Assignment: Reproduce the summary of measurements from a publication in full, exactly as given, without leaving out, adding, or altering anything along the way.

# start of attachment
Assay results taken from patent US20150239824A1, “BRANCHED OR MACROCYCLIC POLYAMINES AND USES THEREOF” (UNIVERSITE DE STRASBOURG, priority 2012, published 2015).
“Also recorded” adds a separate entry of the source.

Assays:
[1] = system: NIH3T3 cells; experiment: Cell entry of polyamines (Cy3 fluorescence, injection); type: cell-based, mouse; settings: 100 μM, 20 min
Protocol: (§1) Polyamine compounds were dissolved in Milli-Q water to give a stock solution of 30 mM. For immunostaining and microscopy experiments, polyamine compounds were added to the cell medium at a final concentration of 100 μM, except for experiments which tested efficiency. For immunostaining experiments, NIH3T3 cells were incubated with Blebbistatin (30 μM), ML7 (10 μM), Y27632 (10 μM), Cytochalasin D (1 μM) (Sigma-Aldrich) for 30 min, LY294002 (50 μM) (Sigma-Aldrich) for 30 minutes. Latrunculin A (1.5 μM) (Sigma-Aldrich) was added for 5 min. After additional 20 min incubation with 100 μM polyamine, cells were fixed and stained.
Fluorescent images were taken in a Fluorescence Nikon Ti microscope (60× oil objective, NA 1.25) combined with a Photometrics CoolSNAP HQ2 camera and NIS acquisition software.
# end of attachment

Assay results taken from patent US20150239824A1, “BRANCHED OR MACROCYCLIC POLYAMINES AND USES THEREOF” (UNIVERSITE DE STRASBOURG, priority 2012, published 2015).
“Also recorded” adds a separate entry of the source.

Assays:
[1] = system: NIH3T3 cells; experiment: Cell entry of polyamines (Cy3 fluorescence, injection); type: cell-based, mouse; settings: 100 μM, 20 min
Protocol: (§1) Polyamine compounds were dissolved in Milli-Q water to give a stock solution of 30 mM. For immunostaining and microscopy experiments, polyamine compounds were added to the cell medium at a final concentration of 100 μM, except for experiments which tested efficiency. For immunostaining experiments, NIH3T3 cells were incubated with Blebbistatin (30 μM), ML7 (10 μM), Y27632 (10 μM), Cytochalasin D (1 μM) (Sigma-Aldrich) for 30 min, LY294002 (50 μM) (Sigma-Aldrich) for 30 minutes. Latrunculin A (1.5 μM) (Sigma-Aldrich) was added for 5 min. After additional 20 min incubation with 100 μM polyamine, cells were fixed and stained.
Fluorescent images were taken in a Fluorescence Nikon Ti microscope (60× oil objective, NA 1.25) combined with a Photometrics CoolSNAP HQ2 camera and NIS acquisition software.